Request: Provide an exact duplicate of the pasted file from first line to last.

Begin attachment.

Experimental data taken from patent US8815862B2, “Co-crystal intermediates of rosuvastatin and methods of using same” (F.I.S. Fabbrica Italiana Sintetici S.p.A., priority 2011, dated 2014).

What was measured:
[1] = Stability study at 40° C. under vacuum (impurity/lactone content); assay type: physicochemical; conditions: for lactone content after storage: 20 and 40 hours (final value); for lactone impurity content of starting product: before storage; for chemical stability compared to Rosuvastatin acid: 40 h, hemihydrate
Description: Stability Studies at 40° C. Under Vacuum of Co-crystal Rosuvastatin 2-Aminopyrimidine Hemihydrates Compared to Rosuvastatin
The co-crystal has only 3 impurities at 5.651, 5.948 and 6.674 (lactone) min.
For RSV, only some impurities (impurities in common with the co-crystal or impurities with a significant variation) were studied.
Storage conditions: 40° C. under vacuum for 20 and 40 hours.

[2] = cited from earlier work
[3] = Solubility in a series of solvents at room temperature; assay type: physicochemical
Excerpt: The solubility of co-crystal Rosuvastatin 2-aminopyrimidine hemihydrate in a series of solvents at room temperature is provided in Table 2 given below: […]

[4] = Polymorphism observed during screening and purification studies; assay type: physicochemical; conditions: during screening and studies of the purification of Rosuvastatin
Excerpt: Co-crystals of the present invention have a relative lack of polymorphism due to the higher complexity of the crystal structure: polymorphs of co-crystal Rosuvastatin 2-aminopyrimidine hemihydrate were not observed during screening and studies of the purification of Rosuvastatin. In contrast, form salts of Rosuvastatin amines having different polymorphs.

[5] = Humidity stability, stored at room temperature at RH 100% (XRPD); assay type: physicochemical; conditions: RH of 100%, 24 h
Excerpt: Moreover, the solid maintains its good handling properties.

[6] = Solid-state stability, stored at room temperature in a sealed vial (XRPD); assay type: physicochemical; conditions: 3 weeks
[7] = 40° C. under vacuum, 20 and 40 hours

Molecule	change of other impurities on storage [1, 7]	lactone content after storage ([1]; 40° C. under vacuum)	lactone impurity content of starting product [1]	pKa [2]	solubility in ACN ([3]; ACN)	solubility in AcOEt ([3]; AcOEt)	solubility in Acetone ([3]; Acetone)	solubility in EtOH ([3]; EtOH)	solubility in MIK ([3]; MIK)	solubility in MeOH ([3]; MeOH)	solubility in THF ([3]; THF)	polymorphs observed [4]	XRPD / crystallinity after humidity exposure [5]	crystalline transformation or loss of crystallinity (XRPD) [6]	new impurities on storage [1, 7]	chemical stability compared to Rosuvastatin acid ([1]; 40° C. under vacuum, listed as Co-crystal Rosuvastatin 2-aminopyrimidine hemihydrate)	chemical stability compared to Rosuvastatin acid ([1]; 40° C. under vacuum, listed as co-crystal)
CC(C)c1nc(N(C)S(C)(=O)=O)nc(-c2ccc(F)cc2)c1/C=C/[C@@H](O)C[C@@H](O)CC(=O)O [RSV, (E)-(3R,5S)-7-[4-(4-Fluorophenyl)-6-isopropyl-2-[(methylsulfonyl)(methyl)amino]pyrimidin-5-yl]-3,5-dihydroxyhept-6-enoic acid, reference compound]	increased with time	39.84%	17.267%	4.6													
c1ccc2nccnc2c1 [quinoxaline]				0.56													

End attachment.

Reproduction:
Experimental data taken from patent US8815862B2, “Co-crystal intermediates of rosuvastatin and methods of using same” (F.I.S. Fabbrica Italiana Sintetici S.p.A., priority 2011, dated 2014).

What was measured:
[1] = Stability study at 40° C. under vacuum (impurity/lactone content); assay type: physicochemical; conditions: for lactone content after storage: 20 and 40 hours (final value); for lactone impurity content of starting product: before storage; for chemical stability compared to Rosuvastatin acid: 40 h, hemihydrate
Description: Stability Studies at 40° C. Under Vacuum of Co-crystal Rosuvastatin 2-Aminopyrimidine Hemihydrates Compared to Rosuvastatin
The co-crystal has only 3 impurities at 5.651, 5.948 and 6.674 (lactone) min.
For RSV, only some impurities (impurities in common with the co-crystal or impurities with a significant variation) were studied.
Storage conditions: 40° C. under vacuum for 20 and 40 hours.

[2] = cited from earlier work
[3] = Solubility in a series of solvents at room temperature; assay type: physicochemical
Excerpt: The solubility of co-crystal Rosuvastatin 2-aminopyrimidine hemihydrate in a series of solvents at room temperature is provided in Table 2 given below: […]

[4] = Polymorphism observed during screening and purification studies; assay type: physicochemical; conditions: during screening and studies of the purification of Rosuvastatin
Excerpt: Co-crystals of the present invention have a relative lack of polymorphism due to the higher complexity of the crystal structure: polymorphs of co-crystal Rosuvastatin 2-aminopyrimidine hemihydrate were not observed during screening and studies of the purification of Rosuvastatin. In contrast, form salts of Rosuvastatin amines having different polymorphs.

[5] = Humidity stability, stored at room temperature at RH 100% (XRPD); assay type: physicochemical; conditions: RH of 100%, 24 h
Excerpt: Moreover, the solid maintains its good handling properties.

[6] = Solid-state stability, stored at room temperature in a sealed vial (XRPD); assay type: physicochemical; conditions: 3 weeks
[7] = 40° C. under vacuum, 20 and 40 hours

Molecule	change of other impurities on storage [1, 7]	lactone content after storage ([1]; 40° C. under vacuum)	lactone impurity content of starting product [1]	pKa [2]	solubility in ACN ([3]; ACN)	solubility in AcOEt ([3]; AcOEt)	solubility in Acetone ([3]; Acetone)	solubility in EtOH ([3]; EtOH)	solubility in MIK ([3]; MIK)	solubility in MeOH ([3]; MeOH)	solubility in THF ([3]; THF)	polymorphs observed [4]	XRPD / crystallinity after humidity exposure [5]	crystalline transformation or loss of crystallinity (XRPD) [6]	new impurities on storage [1, 7]	chemical stability compared to Rosuvastatin acid ([1]; 40° C. under vacuum, listed as Co-crystal Rosuvastatin 2-aminopyrimidine hemihydrate)	chemical stability compared to Rosuvastatin acid ([1]; 40° C. under vacuum, listed as co-crystal)
CC(C)c1nc(N(C)S(C)(=O)=O)nc(-c2ccc(F)cc2)c1/C=C/[C@@H](O)C[C@@H](O)CC(=O)O [RSV, (E)-(3R,5S)-7-[4-(4-Fluorophenyl)-6-isopropyl-2-[(methylsulfonyl)(methyl)amino]pyrimidin-5-yl]-3,5-dihydroxyhept-6-enoic acid, reference compound]	increased with time	39.84%	17.267%	4.6													
c1ccc2nccnc2c1 [quinoxaline]				0.56													